When most people think of classical musicians, generally Europe comes to mind and, to a lesser extent, Asia. Yet many forget that Latin America has a rich legacy of classical music itself, giving birth to some of the greatest musicians: Claudio Arrau, Gustavo Dudamel, Martha Argerich – and Los Angeles’ own Sonia Marie de Leon de Vega, music director of the Santa Cecilia Orchestra (SCO).
Going on its 18th season, the SCO fills a special niche in classical music, bringing to light not just great music by Latin American masters, but bringing this music to Los Angeles’ Latino community.
“We have a specific mission to the Latino community,” said de Leon de Vega, “and we’re the only orchestra in the US that does this.”
While the SCO does work hard to reach out to the Latino community, you don’t have to be Latino to enjoy the SCO’s music. Great music and music-making transcends all racial and ethnic boundaries. Season after season, the SCO’s infectious and outstanding musicianship have garnered for itself a wide audience that grows larger by the year.
Part of the SCO’s continued success is in its intelligent and adventurous programming. While many orchestras are content to rehash the classics ad nauseam or include concessions to pop music, the SCO has distinguished itself with programs that take audiences to unfamiliar sonic landscapes that are always a delight to explore. “[The] power and beauty of great music is accessible to anyone. You don’t have to dumb it down,” said de Leon de Vega.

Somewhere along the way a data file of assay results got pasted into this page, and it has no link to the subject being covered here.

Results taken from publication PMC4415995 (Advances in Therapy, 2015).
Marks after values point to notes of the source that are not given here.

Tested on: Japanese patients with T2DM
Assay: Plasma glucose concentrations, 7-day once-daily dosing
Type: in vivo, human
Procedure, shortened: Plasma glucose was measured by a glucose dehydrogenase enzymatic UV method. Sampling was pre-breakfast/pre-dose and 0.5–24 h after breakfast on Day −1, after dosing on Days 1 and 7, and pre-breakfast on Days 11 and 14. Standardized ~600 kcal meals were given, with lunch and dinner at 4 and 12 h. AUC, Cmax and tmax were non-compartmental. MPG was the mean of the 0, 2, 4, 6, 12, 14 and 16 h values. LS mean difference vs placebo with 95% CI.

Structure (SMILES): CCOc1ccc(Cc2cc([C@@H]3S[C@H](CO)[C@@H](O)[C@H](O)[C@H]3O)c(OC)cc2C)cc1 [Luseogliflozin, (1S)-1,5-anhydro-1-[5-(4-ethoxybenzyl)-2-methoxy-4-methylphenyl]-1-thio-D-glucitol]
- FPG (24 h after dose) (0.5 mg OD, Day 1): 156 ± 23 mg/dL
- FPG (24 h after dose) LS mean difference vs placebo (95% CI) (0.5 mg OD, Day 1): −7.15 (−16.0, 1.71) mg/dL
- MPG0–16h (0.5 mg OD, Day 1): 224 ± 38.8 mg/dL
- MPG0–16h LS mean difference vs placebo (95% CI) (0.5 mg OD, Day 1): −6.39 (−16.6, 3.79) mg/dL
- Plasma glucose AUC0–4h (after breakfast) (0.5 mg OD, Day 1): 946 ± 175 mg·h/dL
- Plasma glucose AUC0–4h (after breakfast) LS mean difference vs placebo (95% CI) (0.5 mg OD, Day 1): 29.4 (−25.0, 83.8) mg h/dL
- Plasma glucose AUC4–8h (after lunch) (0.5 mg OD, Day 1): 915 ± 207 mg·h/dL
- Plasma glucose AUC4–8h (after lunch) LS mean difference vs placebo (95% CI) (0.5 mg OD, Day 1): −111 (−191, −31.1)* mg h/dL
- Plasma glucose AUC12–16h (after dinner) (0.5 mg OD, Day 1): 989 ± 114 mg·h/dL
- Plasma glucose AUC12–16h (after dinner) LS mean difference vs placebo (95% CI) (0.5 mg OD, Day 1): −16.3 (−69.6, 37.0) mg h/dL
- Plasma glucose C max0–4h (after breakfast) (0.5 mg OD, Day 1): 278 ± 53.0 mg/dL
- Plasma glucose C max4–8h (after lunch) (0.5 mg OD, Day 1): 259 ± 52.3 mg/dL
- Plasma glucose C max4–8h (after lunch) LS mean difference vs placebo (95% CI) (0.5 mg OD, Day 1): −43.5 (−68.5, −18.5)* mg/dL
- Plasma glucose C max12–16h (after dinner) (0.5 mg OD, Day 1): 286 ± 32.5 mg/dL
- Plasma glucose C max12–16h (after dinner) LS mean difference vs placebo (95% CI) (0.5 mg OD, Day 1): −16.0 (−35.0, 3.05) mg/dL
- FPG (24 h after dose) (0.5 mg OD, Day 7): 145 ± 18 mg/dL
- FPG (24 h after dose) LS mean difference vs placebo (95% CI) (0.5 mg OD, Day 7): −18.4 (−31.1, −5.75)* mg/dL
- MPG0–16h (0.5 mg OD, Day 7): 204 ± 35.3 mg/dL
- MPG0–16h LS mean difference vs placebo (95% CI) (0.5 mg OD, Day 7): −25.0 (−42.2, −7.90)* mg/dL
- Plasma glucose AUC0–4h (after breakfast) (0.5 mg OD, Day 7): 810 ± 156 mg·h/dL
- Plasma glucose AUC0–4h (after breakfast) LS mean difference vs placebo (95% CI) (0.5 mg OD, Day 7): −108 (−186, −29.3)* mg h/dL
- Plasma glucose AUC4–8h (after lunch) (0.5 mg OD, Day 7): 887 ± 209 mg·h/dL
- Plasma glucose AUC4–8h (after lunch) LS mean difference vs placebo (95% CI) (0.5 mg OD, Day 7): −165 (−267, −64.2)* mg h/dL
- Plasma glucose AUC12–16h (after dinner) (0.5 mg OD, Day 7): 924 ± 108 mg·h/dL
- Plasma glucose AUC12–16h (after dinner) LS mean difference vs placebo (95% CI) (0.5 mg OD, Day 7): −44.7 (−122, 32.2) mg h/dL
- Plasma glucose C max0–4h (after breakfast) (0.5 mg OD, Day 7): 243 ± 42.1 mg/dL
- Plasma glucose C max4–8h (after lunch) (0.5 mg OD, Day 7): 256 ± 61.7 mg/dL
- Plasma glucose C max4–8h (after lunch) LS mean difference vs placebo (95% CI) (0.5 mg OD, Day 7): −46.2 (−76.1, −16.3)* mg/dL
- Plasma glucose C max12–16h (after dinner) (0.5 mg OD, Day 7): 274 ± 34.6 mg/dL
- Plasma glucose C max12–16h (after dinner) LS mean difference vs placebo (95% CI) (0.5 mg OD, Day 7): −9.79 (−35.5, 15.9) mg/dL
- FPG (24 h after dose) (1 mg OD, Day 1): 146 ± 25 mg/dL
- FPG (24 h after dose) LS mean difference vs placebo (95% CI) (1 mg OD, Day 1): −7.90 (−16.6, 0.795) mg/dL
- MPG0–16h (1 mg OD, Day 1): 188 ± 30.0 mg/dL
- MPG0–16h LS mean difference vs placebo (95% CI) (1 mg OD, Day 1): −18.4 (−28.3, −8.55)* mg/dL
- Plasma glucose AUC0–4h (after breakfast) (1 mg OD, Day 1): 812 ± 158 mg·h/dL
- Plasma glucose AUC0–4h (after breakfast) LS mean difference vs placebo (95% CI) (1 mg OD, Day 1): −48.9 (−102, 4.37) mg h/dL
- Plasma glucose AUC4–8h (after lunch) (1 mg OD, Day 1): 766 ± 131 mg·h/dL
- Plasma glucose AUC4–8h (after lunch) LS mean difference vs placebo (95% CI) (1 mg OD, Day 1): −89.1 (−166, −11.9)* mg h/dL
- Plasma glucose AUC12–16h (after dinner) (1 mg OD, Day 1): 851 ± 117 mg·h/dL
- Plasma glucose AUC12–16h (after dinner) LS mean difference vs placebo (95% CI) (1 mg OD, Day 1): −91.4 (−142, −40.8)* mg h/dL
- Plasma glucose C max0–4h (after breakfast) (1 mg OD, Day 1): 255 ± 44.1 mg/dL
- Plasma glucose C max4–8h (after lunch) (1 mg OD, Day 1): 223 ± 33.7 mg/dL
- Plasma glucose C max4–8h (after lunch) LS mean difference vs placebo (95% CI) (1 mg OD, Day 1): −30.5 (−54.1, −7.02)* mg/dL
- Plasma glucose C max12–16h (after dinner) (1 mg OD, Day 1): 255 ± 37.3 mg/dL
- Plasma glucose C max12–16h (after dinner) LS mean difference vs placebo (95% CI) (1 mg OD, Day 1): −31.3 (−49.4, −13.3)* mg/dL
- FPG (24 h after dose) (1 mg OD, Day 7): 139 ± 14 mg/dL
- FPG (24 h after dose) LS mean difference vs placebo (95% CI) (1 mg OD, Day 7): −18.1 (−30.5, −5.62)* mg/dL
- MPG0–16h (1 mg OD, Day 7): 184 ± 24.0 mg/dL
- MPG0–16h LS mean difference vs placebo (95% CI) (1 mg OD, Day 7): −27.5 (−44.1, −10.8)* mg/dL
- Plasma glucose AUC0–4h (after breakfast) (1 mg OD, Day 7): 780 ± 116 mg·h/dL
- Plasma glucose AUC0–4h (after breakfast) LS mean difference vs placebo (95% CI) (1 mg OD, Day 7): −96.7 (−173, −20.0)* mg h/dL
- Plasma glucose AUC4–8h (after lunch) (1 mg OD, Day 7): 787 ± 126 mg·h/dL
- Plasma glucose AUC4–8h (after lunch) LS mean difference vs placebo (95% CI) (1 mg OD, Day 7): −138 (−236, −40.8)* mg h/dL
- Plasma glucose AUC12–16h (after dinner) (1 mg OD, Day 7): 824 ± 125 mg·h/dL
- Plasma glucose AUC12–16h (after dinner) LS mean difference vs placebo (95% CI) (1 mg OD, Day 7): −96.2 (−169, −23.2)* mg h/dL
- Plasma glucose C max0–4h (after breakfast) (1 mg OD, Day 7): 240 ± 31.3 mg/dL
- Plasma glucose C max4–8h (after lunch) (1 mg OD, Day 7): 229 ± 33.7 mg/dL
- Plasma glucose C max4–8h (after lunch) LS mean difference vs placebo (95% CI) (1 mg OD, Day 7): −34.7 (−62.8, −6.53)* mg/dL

Another ingredient of the SCO’s success is its ability to appeal to children and families. Indeed, one will often find many children at a SCO concert – and (surprise!) they’re nearly always silent, captivated by the sounds de Leon de Vega conjures out of her orchestra.
Of course, none of these would matter without the sterling musicianship of the orchestra itself. Though a “community orchestra,” the SCO is no rag-tag ensemble of dubious merit. Every member of the SCO is a full-time musician and it shows. The SCO plays with faultless intonation, unity, and sheen that would be the envy any orchestra.
On Sunday, Nov. 17, the SCO will be performing its “Passion Unleashed” concert that will include Brahms’s Third Symphony, Mendelssohn‘s Hebrides Overture, and Vieuxtemps’ Fifth Violin Concerto with guest violinist Danielle Belen, whose thrilling musicianship mesmerized this audience at a Positive Motions concert in Glendale last April. The concert will take place at Occidental College’s Thorne Hall (1600 Campus Road in Eagle Rock) and will begin at 4 p.m. Tickets are $20 and $26; $7 for youth. For more information, call the Santa Cecilia Orchestra at (323) 259-3011 or visit the website at www.scorchestra.org.